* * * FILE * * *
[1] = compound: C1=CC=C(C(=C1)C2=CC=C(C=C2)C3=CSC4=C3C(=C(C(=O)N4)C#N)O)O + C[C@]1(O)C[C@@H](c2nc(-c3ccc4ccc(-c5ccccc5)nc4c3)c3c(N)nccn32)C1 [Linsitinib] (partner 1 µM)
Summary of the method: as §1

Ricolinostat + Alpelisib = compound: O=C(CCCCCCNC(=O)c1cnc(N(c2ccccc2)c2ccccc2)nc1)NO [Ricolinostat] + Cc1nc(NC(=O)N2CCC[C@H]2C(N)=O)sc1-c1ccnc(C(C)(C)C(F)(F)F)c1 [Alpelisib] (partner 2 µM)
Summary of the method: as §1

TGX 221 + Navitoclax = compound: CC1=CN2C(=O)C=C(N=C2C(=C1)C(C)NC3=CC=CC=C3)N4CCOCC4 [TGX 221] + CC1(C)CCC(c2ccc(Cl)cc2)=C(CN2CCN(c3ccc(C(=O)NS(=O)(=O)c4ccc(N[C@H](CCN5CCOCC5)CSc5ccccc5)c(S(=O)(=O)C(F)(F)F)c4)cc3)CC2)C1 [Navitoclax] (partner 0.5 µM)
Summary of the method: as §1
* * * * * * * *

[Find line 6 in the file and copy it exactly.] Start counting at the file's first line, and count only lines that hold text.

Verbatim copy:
Summary of the method: as §1